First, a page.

Q:

What is a heterogeneous mass?

A:

According to Genes & Development, a heterogeneous mass in biology is a tumor with both normal cells and neoplastic cells, which are cells of abnormal growth tissue. Heterogeneous masses are called solid tumors and can be cancerous.

Dr. Barry T. Kahn from HealthTap explains that heterogeneous masses can be malignant or benign. Depending on the size, heterogeneous masses need to be removed and examined for malignancy. Some heterogeneous masses on the ovaries resolve on their own.

Wikipedia goes on to explain that the heterogeneity of cancerous masses makes it difficult to treat cancer because the cells have different forms, gene expressions, motility and metabolism. For example, some of the cells in tumors are cancer stem cells, which can in turn form more tumors. Moreover, there are differences in cancer stem cells. These differences in cancer cells occur in part because of mutations, gene instability, impaired DNA and outside or environmental influences. All of these different and varying cells make the tumor itself heterogeneous and difficult to treat. Drug administration, one treatment option for cancer, does not kill all the different kinds of cancerous cells in a tumor.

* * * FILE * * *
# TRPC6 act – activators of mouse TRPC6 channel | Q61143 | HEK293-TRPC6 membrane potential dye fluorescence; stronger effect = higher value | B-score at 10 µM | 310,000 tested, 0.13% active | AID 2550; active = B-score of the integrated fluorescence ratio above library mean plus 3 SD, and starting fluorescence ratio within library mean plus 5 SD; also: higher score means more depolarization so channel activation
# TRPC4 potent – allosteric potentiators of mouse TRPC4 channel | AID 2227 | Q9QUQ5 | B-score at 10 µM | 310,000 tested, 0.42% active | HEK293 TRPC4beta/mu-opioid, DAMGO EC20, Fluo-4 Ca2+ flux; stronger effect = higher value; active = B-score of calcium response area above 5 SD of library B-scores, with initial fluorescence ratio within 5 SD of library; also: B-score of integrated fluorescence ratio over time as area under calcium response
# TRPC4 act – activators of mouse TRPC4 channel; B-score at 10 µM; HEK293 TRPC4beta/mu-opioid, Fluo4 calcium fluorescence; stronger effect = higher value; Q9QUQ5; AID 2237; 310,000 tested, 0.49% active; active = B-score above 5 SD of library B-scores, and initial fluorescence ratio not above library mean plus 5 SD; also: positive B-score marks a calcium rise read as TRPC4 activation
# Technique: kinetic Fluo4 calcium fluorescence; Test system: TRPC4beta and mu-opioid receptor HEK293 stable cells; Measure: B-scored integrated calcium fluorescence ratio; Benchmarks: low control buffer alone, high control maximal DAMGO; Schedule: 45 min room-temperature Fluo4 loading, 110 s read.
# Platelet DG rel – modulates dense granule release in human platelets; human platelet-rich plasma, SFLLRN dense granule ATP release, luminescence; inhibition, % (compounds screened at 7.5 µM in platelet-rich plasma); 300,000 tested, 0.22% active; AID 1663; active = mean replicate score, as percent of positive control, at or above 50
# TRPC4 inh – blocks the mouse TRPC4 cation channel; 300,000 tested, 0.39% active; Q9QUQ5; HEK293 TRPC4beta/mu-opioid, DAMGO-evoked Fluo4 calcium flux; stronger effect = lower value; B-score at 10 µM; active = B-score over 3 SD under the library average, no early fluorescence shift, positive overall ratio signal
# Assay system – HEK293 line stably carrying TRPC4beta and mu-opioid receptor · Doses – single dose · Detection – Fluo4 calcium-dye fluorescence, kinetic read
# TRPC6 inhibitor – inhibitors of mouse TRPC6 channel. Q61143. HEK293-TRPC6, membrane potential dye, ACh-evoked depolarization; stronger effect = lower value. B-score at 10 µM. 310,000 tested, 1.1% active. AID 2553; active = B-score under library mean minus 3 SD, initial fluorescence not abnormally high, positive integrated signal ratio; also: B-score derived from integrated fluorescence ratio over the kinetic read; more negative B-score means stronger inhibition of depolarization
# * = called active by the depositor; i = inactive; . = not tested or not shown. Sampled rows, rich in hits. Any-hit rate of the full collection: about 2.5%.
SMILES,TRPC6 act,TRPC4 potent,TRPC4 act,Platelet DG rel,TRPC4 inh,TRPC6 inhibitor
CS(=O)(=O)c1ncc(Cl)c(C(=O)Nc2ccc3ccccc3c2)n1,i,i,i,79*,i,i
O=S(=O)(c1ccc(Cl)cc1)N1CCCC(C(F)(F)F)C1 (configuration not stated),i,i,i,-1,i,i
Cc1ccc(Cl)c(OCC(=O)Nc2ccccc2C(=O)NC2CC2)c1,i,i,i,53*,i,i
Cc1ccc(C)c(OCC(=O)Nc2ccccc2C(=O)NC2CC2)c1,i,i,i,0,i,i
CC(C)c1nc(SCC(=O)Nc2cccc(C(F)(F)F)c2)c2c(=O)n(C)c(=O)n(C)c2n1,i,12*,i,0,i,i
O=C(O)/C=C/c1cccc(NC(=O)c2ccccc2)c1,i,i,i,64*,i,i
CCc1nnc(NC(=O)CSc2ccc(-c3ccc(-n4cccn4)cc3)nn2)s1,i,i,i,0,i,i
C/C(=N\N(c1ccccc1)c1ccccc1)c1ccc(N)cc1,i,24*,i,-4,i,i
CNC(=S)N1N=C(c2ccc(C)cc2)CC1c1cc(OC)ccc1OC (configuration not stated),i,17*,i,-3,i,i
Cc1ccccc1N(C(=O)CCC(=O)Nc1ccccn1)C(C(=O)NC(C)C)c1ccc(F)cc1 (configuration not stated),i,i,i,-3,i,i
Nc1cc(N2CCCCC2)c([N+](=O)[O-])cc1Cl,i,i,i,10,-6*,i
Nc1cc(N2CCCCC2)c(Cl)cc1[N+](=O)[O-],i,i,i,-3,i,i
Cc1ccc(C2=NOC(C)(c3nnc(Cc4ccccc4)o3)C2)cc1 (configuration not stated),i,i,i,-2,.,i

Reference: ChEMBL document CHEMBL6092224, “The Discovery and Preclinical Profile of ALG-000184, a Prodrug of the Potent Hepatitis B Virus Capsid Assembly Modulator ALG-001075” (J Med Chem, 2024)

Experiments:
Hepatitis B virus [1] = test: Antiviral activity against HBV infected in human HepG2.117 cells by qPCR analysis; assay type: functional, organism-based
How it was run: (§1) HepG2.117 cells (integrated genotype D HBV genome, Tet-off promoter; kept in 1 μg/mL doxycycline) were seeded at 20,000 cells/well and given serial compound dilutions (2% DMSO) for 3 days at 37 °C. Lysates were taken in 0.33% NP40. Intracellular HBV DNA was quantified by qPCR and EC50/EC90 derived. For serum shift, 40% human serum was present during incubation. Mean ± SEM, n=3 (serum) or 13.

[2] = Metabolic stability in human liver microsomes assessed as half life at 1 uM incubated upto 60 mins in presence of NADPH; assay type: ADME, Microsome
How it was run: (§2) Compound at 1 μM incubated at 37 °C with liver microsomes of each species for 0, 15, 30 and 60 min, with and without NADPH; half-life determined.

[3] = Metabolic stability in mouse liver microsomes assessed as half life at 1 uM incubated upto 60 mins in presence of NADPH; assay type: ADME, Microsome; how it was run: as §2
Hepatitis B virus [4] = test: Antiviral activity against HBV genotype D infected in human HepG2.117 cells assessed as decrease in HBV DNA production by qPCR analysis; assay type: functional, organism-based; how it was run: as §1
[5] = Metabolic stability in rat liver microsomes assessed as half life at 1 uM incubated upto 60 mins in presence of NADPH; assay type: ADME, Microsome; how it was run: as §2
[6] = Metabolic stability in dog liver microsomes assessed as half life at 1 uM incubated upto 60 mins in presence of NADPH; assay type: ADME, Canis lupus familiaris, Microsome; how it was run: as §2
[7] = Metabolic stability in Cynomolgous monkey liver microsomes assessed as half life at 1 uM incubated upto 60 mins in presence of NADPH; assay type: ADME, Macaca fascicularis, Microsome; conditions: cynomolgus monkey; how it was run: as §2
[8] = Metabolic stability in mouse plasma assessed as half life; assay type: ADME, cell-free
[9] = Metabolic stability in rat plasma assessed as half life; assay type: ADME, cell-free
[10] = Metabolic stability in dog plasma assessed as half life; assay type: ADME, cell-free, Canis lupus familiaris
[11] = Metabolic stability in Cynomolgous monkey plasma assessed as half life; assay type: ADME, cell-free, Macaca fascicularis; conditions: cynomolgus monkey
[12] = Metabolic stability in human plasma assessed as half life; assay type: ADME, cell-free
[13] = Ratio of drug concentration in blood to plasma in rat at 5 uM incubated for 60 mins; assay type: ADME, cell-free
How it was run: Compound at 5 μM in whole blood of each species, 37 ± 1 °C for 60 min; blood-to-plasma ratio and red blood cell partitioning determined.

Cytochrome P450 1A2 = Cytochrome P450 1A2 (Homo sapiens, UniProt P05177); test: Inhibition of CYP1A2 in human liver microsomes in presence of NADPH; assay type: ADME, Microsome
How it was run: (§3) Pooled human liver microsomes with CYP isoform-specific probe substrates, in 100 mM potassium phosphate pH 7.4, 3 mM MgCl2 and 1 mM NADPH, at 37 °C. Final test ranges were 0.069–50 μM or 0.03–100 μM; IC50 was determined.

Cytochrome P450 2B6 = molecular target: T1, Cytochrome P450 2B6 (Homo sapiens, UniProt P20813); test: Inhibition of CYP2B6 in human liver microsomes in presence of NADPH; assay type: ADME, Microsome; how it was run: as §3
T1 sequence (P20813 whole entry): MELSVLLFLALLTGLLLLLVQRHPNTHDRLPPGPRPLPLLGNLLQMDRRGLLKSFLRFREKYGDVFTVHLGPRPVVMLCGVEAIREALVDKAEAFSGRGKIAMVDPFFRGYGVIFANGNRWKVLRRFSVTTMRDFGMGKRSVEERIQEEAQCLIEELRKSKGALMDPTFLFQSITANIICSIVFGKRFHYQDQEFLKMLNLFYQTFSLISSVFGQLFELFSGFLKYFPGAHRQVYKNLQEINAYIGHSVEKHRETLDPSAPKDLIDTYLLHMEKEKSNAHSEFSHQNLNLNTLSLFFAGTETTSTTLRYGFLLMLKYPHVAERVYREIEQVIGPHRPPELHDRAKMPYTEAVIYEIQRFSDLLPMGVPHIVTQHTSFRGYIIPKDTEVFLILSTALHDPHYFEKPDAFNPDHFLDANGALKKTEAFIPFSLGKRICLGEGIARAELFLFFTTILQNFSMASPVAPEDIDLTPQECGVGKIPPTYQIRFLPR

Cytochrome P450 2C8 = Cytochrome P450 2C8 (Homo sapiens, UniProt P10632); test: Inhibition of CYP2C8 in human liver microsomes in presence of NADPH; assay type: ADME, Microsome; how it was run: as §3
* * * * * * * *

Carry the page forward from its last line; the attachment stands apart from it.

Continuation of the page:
Cancers that have heterogeneous masses include breast cancer, prostate cancer, colon cancer, brain cancer, myeloma and leukemia, Wikipedia states.


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